Chromosome alignment at the equator of the mitotic spindle is a highly conserved step during cell division; however, its importance to genomic stability and cellular fitness is not understood. Normal mammalian somatic cells lacking KIF18A function complete cell division without aligning chromosomes. These alignment-deficient cells display normal chromosome copy numbers in vitro and in vivo, suggesting that chromosome alignment is largely dispensable for maintenance of euploidy. However, we find that loss of chromosome alignment leads to interchromosomal compaction defects during anaphase, abnormal organization of chromosomes into a single nucleus at mitotic exit, and the formation of micronuclei in vitro and in vivo...
February 7, 2019: Journal of Cell Biology
Ingrid E Adriaans, Angika Basant, Bas Ponsioen, Michael Glotzer, Susanne M A Lens
Cytokinesis begins upon anaphase onset. An early step involves local activation of the small GTPase RhoA, which triggers assembly of an actomyosin-based contractile ring at the equatorial cortex. Here, we delineated the contributions of PLK1 and Aurora B to RhoA activation and cytokinesis initiation in human cells. Knock-down of PRC1, which disrupts the spindle midzone, revealed the existence of two pathways that can initiate cleavage furrow ingression. One pathway depends on a well-organized spindle midzone and PLK1, while the other depends on Aurora B activity and centralspindlin at the equatorial cortex and can operate independently of PLK1...
February 6, 2019: Journal of Cell Biology
Mehmet E Karasu, Nora Bouftas, Scott Keeney, Katja Wassmann
Meiosis poses unique challenges because two rounds of chromosome segregation must be executed without intervening DNA replication. Mammalian cells express numerous temporally regulated cyclins, but how these proteins collaborate to control meiosis remains poorly understood. Here, we show that female mice genetically ablated for cyclin B3 are viable-indicating that the protein is dispensable for mitotic divisions-but are sterile. Mutant oocytes appear normal until metaphase I but then display a highly penetrant failure to transition to anaphase I...
February 5, 2019: Journal of Cell Biology
Ishier Raote, Vivek Malhotra
Palade's corpus placed small vesicles as the sole means to transport proteins across stable distinct compartments of the secretory pathway. We suggest that cargo, spatial organization of secretory compartments, and the timing of fission of cargo-filled containers dictate the design of transport intermediates that can be vesicles and transient direct tunnels.
February 4, 2019: Journal of Cell Biology
Ivan Yudushkin
The membrane lipid phosphatidylinositol-3,4-bisphosphate (PI(3,4)P2 ) is an important signaling effector, controlling both anabolic pathways and membrane trafficking. In this issue, Goulden et al. (2019. J. Cell Biol. report a new PI(3,4)P2 probe and show that plasma membrane PI(3,4)P2 is a product of PI(3,4,5)P3 dephosphorylation.
February 1, 2019: Journal of Cell Biology
Heidi L H Malaby, Megan E Dumas, Ryoma Ohi, Jason Stumpff
Mitotic kinesins must be regulated to ensure a precise balance of spindle forces and accurate segregation of chromosomes into daughter cells. Here, we demonstrate that kinesin-binding protein (KBP) reduces the activity of KIF18A and KIF15 during metaphase. Overexpression of KBP disrupts the movement and alignment of mitotic chromosomes and decreases spindle length, a combination of phenotypes observed in cells deficient for KIF18A and KIF15, respectively. We show through gliding filament and microtubule co-pelleting assays that KBP directly inhibits KIF18A and KIF15 motor activity by preventing microtubule binding...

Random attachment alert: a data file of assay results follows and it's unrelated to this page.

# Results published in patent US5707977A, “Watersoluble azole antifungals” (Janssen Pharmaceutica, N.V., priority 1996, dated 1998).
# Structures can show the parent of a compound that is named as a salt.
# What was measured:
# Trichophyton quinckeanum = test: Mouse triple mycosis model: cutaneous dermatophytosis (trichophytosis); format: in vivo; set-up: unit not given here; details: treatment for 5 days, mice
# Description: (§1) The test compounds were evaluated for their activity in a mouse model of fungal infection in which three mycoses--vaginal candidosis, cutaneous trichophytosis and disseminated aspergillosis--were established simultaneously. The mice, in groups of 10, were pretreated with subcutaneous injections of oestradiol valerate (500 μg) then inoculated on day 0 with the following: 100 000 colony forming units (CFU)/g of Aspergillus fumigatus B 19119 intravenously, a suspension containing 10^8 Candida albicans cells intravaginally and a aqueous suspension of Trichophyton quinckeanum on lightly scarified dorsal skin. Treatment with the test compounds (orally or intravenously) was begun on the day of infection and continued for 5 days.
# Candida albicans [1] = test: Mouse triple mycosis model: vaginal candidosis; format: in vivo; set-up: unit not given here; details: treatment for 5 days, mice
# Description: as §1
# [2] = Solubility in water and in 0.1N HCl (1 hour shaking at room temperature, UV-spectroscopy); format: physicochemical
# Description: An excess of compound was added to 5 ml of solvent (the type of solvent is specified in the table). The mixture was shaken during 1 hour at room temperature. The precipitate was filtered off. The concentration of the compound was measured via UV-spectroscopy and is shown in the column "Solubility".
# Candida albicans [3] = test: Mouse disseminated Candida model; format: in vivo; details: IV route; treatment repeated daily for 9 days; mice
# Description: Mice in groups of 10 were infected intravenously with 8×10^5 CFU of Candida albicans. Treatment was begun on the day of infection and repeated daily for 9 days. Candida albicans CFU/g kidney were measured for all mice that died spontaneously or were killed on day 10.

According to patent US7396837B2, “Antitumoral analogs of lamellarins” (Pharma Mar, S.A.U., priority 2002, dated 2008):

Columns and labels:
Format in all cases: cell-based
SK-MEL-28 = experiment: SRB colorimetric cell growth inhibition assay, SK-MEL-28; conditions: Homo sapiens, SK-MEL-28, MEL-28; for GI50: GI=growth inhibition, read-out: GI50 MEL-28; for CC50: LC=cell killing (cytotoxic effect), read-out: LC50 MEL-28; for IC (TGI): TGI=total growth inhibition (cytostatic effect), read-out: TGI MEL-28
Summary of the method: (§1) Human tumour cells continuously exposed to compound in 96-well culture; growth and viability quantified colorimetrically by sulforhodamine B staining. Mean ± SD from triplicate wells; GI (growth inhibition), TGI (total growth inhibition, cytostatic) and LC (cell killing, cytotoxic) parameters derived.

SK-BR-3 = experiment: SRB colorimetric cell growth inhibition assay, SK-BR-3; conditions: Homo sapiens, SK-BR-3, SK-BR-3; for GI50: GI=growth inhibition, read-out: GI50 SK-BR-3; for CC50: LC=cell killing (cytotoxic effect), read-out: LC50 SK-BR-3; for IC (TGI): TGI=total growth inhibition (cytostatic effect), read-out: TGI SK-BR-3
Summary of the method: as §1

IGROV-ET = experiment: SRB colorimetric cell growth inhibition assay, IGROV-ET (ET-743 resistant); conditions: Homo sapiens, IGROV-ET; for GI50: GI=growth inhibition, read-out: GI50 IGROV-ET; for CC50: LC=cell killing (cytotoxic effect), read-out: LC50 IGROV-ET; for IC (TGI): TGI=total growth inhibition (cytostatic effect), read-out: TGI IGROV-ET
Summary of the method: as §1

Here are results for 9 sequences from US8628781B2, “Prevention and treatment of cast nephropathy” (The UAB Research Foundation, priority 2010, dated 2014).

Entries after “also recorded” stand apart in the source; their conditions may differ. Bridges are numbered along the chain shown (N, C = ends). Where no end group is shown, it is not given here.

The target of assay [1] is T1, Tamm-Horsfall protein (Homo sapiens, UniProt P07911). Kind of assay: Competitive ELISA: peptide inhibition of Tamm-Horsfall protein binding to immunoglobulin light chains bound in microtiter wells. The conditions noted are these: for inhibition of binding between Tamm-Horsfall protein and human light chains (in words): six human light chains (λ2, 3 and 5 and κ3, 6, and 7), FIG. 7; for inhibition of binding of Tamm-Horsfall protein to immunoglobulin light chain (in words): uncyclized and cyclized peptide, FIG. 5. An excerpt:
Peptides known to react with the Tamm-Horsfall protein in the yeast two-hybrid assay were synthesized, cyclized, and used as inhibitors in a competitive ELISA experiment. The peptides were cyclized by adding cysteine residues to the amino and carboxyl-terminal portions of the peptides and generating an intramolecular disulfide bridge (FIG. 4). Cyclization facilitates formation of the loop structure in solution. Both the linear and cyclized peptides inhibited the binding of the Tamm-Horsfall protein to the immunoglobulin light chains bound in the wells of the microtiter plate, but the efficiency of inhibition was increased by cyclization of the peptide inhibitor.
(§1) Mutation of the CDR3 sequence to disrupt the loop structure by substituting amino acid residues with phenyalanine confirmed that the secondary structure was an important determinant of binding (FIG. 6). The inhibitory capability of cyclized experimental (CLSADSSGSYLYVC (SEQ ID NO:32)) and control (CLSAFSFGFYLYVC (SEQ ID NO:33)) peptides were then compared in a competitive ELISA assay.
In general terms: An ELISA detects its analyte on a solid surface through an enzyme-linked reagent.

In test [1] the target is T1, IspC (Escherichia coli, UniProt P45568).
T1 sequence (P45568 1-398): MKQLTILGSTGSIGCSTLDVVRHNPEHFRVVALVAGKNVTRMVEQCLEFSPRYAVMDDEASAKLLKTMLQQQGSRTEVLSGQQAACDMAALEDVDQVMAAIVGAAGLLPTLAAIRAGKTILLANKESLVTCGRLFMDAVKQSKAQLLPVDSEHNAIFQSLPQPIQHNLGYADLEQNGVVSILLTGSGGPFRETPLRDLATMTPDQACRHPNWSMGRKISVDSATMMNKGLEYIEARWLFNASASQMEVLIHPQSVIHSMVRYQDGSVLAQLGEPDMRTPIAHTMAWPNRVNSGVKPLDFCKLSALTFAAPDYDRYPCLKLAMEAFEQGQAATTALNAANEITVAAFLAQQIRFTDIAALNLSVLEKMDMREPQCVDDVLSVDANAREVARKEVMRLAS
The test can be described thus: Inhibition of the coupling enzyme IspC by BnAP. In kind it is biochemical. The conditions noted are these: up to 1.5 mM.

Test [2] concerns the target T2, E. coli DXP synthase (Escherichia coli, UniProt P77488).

February 1, 2019: Journal of Cell Biology
Munechika Sugihara, Daisuke Morito, Shiori Ainuki, Yoshinobu Hirano, Kazutoyo Ogino, Akira Kitamura, Hiromi Hirata, Kazuhiro Nagata
Mysterin, also known as RNF213, is an intracellular protein that forms large toroidal oligomers. Mysterin was originally identified in genetic studies of moyamoya disease (MMD), a rare cerebrovascular disorder of unknown etiology. While mysterin is known to exert ubiquitin ligase and putative mechanical ATPase activities with a RING finger domain and two adjacent AAA+ modules, its biological role is poorly understood. Here, we report that mysterin is targeted to lipid droplets (LDs), ubiquitous organelles specialized for neutral lipid storage, and markedly increases their abundance in cells...
January 31, 2019: Journal of Cell Biology
Victoria Riccio, Nicholas Demers, Rong Hua, Miluska Vissa, Derrick T Cheng, Amy Wong Strilchuk, Yuqing Wang, G Angus McQuibban, Peter Kijun Kim
The regulation of organelle abundance is critical for cell function and survival; however, the mechanisms responsible are not fully understood. In this study, we characterize a role of the deubiquitinating enzyme USP30 in peroxisome maintenance. Peroxisomes are highly dynamic, changing in abundance in response to metabolic stress. In our recent study identifying the role of USP30 in mitophagy, we observed USP30 to be localized to punctate structures resembling peroxisomes. We report here that USP30, best known as a mitophagy regulator, is also necessary for regulating pexophagy, the selective autophagic degradation of peroxisomes...
January 30, 2019: Journal of Cell Biology
Yoo Jin Park, Minna Woo
No abstract text is available yet for this article.
January 29, 2019: Journal of Cell Biology
Tatiana Alfonso-Pérez, Daniel Hayward, James Holder, Ulrike Gruneberg, Francis A Barr
Cyclin B-dependent kinase (CDK1-CCNB1) promotes entry into mitosis. Additionally, it inhibits mitotic exit by activating the spindle checkpoint. This latter role is mediated through phosphorylation of the checkpoint kinase MPS1 and other spindle checkpoint proteins. We find that CDK1-CCNB1 localizes to unattached kinetochores and like MPS1 is lost from these structures upon microtubule attachment. This suggests that CDK1-CCNB1 is an integral component and not only an upstream regulator of the spindle checkpoint pathway...
January 23, 2019: Journal of Cell Biology
Daniel Hayward, Tatiana Alfonso-Pérez, Michael J Cundell, Michael Hopkins, James Holder, James Bancroft, Lukas H Hutter, Bela Novak, Francis A Barr, Ulrike Gruneberg
Spindle checkpoint signaling is initiated by recruitment of the kinase MPS1 to unattached kinetochores during mitosis. We show that CDK1-CCNB1 and a counteracting phosphatase PP2A-B55 regulate the engagement of human MPS1 with unattached kinetochores by controlling the phosphorylation status of S281 in the kinetochore-binding domain. This regulation is essential for checkpoint signaling, since MPS1S281A is not recruited to unattached kinetochores and fails to support the recruitment of other checkpoint proteins...
January 23, 2019: Journal of Cell Biology